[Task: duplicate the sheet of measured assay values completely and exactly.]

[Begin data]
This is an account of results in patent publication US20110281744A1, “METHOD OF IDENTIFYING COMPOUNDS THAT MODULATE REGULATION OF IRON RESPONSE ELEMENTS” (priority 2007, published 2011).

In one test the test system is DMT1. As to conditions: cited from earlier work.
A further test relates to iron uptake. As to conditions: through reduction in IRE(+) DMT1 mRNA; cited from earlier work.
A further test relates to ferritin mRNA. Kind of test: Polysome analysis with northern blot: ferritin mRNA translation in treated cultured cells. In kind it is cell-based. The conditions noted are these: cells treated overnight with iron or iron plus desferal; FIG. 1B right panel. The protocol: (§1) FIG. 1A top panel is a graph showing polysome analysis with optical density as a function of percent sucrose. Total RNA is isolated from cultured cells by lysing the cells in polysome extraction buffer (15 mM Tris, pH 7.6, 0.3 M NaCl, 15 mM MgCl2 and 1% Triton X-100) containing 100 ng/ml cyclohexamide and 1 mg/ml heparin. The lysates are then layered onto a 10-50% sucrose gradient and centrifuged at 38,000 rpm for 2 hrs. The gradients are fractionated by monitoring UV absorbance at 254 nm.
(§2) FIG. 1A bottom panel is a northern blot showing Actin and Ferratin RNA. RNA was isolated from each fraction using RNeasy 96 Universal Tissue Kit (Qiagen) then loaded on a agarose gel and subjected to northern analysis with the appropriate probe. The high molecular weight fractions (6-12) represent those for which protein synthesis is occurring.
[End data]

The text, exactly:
This is an account of results in patent publication US20110281744A1, “METHOD OF IDENTIFYING COMPOUNDS THAT MODULATE REGULATION OF IRON RESPONSE ELEMENTS” (priority 2007, published 2011).

In one test the test system is DMT1. As to conditions: cited from earlier work.
A further test relates to iron uptake. As to conditions: through reduction in IRE(+) DMT1 mRNA; cited from earlier work.
A further test relates to ferritin mRNA. Kind of test: Polysome analysis with northern blot: ferritin mRNA translation in treated cultured cells. In kind it is cell-based. The conditions noted are these: cells treated overnight with iron or iron plus desferal; FIG. 1B right panel. The protocol: (§1) FIG. 1A top panel is a graph showing polysome analysis with optical density as a function of percent sucrose. Total RNA is isolated from cultured cells by lysing the cells in polysome extraction buffer (15 mM Tris, pH 7.6, 0.3 M NaCl, 15 mM MgCl2 and 1% Triton X-100) containing 100 ng/ml cyclohexamide and 1 mg/ml heparin. The lysates are then layered onto a 10-50% sucrose gradient and centrifuged at 38,000 rpm for 2 hrs. The gradients are fractionated by monitoring UV absorbance at 254 nm.
(§2) FIG. 1A bottom panel is a northern blot showing Actin and Ferratin RNA. RNA was isolated from each fraction using RNeasy 96 Universal Tissue Kit (Qiagen) then loaded on a agarose gel and subjected to northern analysis with the appropriate probe. The high molecular weight fractions (6-12) represent those for which protein synthesis is occurring.